“The telecoms industry’s shift toward the digital delivery of services has created a need for agile operating models and is driving telco IT trends over the next year, particularly transformation projects aimed at improving the BSS stack to enable restructuring of tariff systems, adding billing convergence and real-time charging capabilities, and integrating billing systems with customer management systems,” explained Chantel Cary, analyst at Ovum.
“We also expect to see telcos shift away from the on-premise deployments of IT systems in favour of cloud delivery models. In fact, 59 percent of the telcos we spoke to said that they plan to adopt cloud delivery for at least one of their IT systems in 2016.”
Read More: How operators can compete with OTTs
Mobile operators will embrace NFV and SDN
Operators will invest in networks too. Network Function Virtualisation (NFV) and Software Defined Networks (SDN) are seen as key components in the drive toward efficiency and dynamism. Both technologies make it easier and quicker to roll out innovations and reduce hardware spend.
The vision of the future network outlined at UBBF is a simplified structure, one that removes the layers of legacy networks, places the data centre at the core and allows for simplified management and updates using SDN and NFV. In short, telcos need to decouple the network from services.
EE believes SDN and NFV have both matured to a point where they must be seriously considered by all operators.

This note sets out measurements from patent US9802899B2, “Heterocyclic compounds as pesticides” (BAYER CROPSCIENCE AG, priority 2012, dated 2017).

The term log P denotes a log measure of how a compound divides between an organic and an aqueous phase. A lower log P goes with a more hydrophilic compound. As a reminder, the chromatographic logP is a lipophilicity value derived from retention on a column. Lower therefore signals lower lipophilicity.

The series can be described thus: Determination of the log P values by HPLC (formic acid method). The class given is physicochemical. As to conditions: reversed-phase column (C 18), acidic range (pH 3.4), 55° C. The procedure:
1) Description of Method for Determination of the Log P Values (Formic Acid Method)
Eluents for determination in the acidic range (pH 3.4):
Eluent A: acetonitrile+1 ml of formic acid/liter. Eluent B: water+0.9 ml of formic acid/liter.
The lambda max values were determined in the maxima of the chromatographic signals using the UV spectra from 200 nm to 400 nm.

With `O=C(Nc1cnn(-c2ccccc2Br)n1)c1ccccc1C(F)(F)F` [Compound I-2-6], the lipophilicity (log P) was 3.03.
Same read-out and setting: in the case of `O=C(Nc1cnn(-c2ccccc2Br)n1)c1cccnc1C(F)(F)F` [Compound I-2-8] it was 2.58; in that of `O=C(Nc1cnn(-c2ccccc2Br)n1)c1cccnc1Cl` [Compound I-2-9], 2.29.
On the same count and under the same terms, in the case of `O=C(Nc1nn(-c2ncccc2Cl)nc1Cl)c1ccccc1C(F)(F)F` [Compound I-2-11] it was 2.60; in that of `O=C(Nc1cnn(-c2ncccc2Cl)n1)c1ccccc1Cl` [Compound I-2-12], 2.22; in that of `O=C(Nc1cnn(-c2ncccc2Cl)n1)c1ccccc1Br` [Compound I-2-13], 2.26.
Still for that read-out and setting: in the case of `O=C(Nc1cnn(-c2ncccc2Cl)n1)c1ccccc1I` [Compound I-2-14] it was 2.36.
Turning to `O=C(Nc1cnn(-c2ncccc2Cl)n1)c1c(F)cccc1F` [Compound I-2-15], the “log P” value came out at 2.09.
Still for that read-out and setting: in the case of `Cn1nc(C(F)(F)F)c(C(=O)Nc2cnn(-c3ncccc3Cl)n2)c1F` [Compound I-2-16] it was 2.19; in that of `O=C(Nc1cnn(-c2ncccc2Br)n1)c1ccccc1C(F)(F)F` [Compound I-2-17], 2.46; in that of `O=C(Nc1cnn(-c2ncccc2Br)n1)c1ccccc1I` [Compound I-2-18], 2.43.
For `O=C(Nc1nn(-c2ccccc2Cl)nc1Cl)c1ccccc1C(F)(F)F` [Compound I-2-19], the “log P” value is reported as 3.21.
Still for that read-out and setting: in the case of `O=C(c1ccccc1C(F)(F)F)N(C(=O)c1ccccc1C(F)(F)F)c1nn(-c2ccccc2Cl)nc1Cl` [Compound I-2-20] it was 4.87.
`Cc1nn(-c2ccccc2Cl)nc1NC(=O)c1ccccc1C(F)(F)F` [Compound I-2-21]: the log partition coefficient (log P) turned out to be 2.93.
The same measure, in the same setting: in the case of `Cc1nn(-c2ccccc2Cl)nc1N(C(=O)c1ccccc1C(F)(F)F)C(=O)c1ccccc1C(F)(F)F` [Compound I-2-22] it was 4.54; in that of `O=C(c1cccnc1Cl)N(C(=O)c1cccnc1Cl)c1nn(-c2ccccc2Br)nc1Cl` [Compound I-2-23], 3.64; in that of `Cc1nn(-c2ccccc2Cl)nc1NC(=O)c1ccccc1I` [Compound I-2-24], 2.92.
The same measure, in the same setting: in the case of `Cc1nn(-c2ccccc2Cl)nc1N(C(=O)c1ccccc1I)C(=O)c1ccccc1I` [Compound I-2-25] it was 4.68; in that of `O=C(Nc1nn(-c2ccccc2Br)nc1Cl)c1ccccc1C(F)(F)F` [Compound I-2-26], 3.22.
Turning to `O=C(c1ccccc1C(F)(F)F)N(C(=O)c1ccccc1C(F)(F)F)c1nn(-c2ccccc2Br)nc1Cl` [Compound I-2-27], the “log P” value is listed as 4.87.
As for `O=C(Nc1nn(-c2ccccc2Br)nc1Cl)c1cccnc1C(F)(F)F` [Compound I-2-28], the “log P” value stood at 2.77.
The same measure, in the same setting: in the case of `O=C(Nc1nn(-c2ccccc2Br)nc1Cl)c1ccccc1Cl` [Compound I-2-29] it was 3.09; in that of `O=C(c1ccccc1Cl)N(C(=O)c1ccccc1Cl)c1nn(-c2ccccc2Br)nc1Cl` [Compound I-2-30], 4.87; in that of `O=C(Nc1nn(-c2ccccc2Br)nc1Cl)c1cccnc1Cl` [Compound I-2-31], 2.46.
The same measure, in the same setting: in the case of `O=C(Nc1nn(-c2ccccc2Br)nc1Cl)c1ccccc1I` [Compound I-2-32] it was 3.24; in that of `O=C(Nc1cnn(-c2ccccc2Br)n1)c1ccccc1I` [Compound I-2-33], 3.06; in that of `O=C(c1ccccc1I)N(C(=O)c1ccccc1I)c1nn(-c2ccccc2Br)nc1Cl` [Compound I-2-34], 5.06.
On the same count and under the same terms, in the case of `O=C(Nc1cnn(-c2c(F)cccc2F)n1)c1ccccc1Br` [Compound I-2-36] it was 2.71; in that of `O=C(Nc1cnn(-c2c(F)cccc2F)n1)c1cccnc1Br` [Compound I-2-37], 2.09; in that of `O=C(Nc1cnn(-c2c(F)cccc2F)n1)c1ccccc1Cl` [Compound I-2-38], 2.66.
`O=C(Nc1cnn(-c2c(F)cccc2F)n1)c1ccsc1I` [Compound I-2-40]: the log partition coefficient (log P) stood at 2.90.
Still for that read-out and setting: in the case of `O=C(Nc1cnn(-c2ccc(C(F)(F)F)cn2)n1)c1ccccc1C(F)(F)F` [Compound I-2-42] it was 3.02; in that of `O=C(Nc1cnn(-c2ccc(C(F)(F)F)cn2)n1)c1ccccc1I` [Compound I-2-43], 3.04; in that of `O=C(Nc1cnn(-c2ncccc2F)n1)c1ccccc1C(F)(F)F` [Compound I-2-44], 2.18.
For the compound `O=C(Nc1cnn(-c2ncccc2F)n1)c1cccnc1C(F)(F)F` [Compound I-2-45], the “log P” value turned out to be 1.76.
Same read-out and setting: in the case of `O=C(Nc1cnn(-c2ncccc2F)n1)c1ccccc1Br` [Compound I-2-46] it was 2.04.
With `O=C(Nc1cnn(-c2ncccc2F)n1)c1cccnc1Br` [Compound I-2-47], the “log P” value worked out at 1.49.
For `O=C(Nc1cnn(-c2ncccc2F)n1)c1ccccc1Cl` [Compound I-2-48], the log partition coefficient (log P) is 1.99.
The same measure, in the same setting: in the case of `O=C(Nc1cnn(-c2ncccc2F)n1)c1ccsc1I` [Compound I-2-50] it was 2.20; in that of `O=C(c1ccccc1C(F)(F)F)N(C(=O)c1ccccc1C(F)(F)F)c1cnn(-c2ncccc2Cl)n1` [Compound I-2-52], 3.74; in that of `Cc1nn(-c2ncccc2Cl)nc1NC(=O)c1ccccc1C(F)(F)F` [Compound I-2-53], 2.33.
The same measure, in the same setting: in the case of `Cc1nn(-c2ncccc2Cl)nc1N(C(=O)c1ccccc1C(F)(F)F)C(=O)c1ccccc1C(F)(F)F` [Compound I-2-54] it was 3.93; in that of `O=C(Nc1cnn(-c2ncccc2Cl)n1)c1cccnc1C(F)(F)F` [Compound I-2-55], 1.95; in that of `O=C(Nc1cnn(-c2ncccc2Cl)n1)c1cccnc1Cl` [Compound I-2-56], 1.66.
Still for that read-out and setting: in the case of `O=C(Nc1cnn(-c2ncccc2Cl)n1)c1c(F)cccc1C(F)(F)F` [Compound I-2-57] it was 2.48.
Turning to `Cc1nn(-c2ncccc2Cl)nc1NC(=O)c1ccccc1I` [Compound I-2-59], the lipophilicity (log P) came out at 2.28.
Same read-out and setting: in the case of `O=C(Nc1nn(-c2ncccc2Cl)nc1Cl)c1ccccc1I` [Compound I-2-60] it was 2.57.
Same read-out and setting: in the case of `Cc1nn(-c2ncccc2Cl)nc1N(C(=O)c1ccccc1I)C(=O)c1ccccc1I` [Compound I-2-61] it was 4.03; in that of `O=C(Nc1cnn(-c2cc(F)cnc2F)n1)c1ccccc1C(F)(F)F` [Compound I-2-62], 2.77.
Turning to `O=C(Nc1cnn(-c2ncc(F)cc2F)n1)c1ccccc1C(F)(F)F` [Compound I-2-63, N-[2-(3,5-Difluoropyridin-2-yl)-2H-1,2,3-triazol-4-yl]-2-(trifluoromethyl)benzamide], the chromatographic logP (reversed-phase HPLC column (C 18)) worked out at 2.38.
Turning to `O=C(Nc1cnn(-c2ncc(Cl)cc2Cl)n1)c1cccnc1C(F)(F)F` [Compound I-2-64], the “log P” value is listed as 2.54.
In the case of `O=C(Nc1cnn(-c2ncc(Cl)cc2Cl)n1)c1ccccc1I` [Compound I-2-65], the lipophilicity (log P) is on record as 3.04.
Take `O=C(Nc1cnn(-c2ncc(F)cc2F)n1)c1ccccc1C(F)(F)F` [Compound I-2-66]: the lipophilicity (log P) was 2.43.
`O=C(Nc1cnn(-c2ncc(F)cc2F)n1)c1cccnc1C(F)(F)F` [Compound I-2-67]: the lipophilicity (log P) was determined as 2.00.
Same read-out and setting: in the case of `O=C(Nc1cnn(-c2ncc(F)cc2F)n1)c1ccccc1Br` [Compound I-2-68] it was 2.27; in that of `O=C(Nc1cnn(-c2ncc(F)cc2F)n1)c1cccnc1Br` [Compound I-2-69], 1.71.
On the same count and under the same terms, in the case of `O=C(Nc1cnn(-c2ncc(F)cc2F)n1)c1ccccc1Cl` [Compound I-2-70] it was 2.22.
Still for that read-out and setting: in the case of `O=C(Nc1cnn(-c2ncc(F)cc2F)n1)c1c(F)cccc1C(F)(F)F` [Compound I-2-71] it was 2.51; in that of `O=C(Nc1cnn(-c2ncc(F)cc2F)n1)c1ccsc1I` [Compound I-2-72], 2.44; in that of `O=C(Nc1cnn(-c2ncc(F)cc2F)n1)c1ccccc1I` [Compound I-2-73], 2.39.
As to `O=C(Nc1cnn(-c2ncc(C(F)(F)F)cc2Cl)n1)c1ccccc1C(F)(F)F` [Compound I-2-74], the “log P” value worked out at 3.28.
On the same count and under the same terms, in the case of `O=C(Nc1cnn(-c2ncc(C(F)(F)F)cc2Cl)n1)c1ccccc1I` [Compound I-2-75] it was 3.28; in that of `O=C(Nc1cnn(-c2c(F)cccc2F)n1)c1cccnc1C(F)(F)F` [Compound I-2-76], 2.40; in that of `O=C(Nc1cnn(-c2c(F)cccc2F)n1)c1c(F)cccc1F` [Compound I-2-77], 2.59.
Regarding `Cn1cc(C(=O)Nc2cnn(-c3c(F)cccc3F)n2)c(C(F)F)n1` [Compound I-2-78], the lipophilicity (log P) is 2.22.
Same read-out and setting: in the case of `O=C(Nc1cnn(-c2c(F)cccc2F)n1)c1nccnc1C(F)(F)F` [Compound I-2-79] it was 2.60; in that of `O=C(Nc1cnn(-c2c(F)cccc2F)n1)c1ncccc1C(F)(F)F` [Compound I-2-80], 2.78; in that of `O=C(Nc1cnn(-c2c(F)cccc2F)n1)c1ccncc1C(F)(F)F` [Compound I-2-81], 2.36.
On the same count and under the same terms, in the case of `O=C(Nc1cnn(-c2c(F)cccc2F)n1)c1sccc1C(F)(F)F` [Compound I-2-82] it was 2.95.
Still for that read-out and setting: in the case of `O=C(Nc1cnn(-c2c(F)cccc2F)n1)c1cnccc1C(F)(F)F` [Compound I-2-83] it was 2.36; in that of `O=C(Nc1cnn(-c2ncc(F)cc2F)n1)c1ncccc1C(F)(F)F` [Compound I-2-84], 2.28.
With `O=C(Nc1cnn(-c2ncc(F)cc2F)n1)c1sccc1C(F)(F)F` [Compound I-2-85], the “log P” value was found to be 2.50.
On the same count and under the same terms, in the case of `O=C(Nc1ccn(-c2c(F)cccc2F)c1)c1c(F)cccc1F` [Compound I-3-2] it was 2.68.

“If anyone still harboured doubts whether Software Defined Networking and Network Functions Virtualisation would re-shape the telecommunications industry, 2015 should have put them to rest,” said Philip Bridge, EE Senior Network Architect. “Established vendors have committed their business to long-term SDN/NFV strategies and are now delivering a real product. New entrants have gained traction and a slew of partnerships, mergers and acquisitions have created a new vendor landscape. Many operators, including EE, are conducting various proof-of-concepts or trials.
“Looking to 2016, we expect these trends to accelerate and to see deployments moving from the proof-of-concept stage to incorporation into live networks. At the same time, key players will start to better understand the scale of the transformation underway and focus on the practicalities of making the promise real – 2016 could be the year when realistic business cases are constructed.
“While the promise of lower costs gave initial impetus to NFV in particular, there is an understanding that this will not be realised quickly. We expect operators who implement these technologies in 2016 to do so because it lets them deliver new services much faster, enabling them to operate at the ‘internet speed’ of players such as Google. We also anticipate early benefits from automation and software control of networks delivering higher availability and a better customer experience.”
Read More: What Is SDN?
4G demand will grow but LTE network spend will slow
One piece of good news for mobile operators is the rising use of mobile data and increased demand for LTE subscriptions. However network equipment manufacturers will be worried about slowing demand for 4G infrastructure from operators as deployments near completion.
The Global mobile Suppliers Association (GSA) says one in eight mobile connections are now LTE and claims there will be 460 4G networks by the end of the year. Many operators are now turning their attention to upgrading infrastructure to LTE-A and boosting speeds with carrier aggregation, but analysts think the equipment market has reached its peak.
“LTE network equipment revenue will start to decline in 2016 because the three Chinese mobile operators completed their massive rollout in 2015 which created a market peak,” said IHS. “The strong momentum in India won’t be enough to offset declines in the Chinese market, which is by far and away the world’s largest LTE network gear market.”